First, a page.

Timbers rename home stadium JELD-WEN Field
PORTLAND, Ore. – When the Portland Timbers open up their home for the first time in their inaugural MLS season on April 14 against the Chicago Fire, they will do on the pitch of a freshly renamed stadium.
At a ceremony on Monday in the concourse of Portland’s historic downtown stadium, team owner Merritt Paulson announced a new naming rights deal that effectively changes the name of PGE Park to JELD-WEN Field.
“It’s no secret that Portland Timbers have been looking for a new naming rights partner,” Paulson said Monday. “What’s the ideal partner for us? Well, that partner’s got to have strong roots in the state of Oregon. Potentially, that business has an unbelievable commitment to the community. If that business also happened to be a family business with great values, well that’s icing on the cake.”
The Timbers’ home venue has undergone major refurbishing since last fall in order to prepare for the Timbers’ entry into MLS. Although the stadium will no longer host baseball, it will remain the home of the Portland State University football team.
The site has been a central gathering place for sporting events in Portland as far back as 1893. Much of the current stadium was built by the Multnomah Athletic Club in 1926 and was called Multnomah Stadium.
In 1966, the Multnomah Athletic Club sold the stadium to the city of Portland for $2.1 million and it became known as Civic Stadium. Three years later, it became the first outdoor baseball facility to install artificial turf.
Civic Stadium also played home to the NASL Portland Timbers (1975-82) and was the site of the 1977 championship game between the Seattle Sounders and New York Cosmos. Pelé played his final professional on Civic Stadium soil.
The stadium got a facelift in 2011, when it took on the name of its new title sponsor, Portland General Electric (PGE), under whose banner the Timbers have played since 2001.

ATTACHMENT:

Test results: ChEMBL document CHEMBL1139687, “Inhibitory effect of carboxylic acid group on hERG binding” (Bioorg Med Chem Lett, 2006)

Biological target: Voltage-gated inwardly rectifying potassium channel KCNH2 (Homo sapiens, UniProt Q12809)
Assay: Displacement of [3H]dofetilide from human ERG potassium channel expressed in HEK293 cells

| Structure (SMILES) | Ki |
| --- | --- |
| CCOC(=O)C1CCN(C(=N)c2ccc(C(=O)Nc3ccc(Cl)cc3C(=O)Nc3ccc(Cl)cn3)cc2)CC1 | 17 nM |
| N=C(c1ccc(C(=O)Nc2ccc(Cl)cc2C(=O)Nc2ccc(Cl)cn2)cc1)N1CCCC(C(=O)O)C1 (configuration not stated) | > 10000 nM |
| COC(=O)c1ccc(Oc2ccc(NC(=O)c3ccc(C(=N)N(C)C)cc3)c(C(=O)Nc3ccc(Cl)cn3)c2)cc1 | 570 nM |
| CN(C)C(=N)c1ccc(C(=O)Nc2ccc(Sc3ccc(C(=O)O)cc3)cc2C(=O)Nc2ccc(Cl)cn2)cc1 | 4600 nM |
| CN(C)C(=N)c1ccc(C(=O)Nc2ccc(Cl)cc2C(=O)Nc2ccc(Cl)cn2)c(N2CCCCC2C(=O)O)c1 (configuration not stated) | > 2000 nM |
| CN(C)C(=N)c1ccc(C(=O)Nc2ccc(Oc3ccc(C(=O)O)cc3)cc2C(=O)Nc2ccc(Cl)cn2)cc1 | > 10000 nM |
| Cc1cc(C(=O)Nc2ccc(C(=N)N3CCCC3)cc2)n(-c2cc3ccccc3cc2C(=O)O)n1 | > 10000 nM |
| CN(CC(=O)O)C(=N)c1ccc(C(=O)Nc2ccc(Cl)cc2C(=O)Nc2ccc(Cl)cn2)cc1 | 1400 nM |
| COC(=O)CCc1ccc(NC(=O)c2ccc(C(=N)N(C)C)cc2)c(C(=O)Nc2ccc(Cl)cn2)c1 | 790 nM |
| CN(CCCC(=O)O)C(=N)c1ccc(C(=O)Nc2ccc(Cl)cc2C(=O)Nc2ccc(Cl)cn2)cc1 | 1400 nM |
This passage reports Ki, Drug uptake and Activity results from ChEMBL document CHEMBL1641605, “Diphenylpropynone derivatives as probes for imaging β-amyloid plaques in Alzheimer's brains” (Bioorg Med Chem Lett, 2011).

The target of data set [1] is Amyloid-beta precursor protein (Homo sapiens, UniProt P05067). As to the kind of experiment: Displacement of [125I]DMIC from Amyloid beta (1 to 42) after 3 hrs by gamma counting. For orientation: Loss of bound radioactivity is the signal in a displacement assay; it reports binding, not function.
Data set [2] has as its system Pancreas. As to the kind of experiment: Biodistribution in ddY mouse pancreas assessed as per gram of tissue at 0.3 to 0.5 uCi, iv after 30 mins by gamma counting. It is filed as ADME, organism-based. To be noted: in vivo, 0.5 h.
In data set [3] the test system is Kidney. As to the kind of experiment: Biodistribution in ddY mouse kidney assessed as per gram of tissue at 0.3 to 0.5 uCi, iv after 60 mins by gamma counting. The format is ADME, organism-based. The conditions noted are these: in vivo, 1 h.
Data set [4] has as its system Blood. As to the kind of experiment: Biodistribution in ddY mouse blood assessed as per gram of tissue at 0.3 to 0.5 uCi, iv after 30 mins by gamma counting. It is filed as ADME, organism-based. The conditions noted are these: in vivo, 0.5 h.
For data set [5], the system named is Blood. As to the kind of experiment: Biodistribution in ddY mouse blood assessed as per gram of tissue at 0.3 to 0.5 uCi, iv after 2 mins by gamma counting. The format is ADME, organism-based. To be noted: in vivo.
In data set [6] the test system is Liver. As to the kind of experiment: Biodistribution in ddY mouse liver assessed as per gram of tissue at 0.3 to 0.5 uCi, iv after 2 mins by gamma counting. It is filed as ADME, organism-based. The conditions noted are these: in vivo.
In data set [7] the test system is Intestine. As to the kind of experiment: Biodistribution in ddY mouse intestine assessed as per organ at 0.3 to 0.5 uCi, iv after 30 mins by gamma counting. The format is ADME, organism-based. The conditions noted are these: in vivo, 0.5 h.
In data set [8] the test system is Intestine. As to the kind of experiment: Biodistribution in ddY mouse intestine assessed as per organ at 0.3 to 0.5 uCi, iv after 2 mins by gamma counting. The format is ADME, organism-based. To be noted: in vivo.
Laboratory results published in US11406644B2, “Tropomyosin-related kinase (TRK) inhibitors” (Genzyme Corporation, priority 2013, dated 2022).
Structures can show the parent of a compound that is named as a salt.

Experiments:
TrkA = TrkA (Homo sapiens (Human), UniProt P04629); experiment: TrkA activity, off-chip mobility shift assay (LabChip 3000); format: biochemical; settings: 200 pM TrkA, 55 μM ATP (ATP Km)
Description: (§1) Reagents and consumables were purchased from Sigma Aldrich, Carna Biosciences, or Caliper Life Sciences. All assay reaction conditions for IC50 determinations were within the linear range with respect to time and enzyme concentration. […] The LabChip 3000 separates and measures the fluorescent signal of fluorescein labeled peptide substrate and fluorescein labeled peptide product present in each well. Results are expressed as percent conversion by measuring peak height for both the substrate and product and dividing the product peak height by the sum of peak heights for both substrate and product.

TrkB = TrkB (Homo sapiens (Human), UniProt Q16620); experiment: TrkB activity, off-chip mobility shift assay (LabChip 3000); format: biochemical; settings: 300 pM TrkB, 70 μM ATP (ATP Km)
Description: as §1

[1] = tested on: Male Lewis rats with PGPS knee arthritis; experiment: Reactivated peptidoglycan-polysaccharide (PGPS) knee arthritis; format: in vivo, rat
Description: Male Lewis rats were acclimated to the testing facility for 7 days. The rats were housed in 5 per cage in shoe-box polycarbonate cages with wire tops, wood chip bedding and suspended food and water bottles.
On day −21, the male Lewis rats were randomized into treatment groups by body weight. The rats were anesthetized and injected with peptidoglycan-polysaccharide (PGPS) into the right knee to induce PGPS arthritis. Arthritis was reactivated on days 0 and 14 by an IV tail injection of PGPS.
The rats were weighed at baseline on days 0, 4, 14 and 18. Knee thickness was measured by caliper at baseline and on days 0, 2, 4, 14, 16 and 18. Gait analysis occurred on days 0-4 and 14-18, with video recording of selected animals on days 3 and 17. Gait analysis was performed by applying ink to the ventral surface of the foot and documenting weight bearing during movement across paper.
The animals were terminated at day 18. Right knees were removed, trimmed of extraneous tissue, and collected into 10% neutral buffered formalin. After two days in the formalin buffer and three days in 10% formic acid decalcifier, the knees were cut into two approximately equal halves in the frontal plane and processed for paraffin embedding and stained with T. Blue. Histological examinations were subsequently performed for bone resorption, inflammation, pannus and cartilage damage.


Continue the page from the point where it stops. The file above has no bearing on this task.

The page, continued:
Now in 2011, a new era begins for the stadium as well as for the club.
“We’re very pleased to be part of the re-making of Civic Stadium and the resurrection and the re-making of the Portland Timbers,” JELD-WEN chief marketing officer Steve Wynne said. “Soccer is the No. 1 sport in the world and JELD-WEN is an international company that is building a brand across borders and cultures where soccer is the leading sport or a fast-growing sport.”
JELD-WEN is a windows and doors manufacturer based in Klamath Falls, Ore., employees about 2,500 people in the state and 20,000 worldwide in 20 countries.
Rod Wendt, president and CEO of JELD-WEN, said he has attended sporting events in the stadium for more than 30 years.
“My brother played in the Shrine Game here in 1970,” Wendt said, referring to the Oregon high school all-star football game that was a fixture at Civic Stadium for decades. “That was my first time here. I’ve been to other events and games through the years.”
Wendt said he was struck by the fan base of the Timbers when he came to watch the USF side play last summer and noticed the similarity in the passion between Portland’s fans and what he had seen in the soccer stadium’s of Europe.
“We want to be part of that,” Wendt said.